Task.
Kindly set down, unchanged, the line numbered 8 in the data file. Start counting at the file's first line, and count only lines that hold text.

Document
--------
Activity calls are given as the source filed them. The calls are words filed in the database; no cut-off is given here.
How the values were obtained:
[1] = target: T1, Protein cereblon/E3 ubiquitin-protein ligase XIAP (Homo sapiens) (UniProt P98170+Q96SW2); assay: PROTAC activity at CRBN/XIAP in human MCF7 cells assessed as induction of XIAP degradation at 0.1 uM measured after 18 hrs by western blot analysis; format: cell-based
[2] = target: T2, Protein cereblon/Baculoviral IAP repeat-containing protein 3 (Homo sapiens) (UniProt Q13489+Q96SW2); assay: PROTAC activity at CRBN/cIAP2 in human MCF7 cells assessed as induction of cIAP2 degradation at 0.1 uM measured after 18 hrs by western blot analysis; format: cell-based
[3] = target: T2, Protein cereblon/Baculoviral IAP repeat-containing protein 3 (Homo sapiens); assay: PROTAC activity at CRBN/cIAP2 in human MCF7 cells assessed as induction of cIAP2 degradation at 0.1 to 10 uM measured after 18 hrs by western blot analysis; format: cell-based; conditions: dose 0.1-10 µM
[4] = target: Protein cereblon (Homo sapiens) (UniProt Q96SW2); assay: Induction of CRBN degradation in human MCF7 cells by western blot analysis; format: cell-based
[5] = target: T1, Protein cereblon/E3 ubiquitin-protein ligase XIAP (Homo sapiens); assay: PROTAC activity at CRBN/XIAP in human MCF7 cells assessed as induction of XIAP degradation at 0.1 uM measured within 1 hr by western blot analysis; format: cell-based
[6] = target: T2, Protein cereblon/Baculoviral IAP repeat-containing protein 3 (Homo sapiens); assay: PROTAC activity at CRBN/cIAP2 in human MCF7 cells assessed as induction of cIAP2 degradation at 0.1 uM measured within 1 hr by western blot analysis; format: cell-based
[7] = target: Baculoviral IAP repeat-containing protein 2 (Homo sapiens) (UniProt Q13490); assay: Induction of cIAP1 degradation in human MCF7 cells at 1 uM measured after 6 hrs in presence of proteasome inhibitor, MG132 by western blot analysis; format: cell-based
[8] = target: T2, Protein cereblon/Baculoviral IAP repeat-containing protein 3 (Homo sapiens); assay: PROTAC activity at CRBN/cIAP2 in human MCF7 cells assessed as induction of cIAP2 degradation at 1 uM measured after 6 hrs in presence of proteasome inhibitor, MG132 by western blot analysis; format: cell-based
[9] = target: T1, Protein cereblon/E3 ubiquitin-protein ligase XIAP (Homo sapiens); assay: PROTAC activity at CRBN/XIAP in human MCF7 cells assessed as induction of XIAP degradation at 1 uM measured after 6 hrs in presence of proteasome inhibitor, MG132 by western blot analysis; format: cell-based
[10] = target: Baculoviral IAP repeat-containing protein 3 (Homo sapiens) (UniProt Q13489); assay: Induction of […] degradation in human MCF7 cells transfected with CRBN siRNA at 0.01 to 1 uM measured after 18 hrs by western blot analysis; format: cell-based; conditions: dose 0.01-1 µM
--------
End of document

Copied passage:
[6] = target: T2, Protein cereblon/Baculoviral IAP repeat-containing protein 3 (Homo sapiens); assay: PROTAC activity at CRBN/cIAP2 in human MCF7 cells assessed as induction of cIAP2 degradation at 0.1 uM measured within 1 hr by western blot analysis; format: cell-based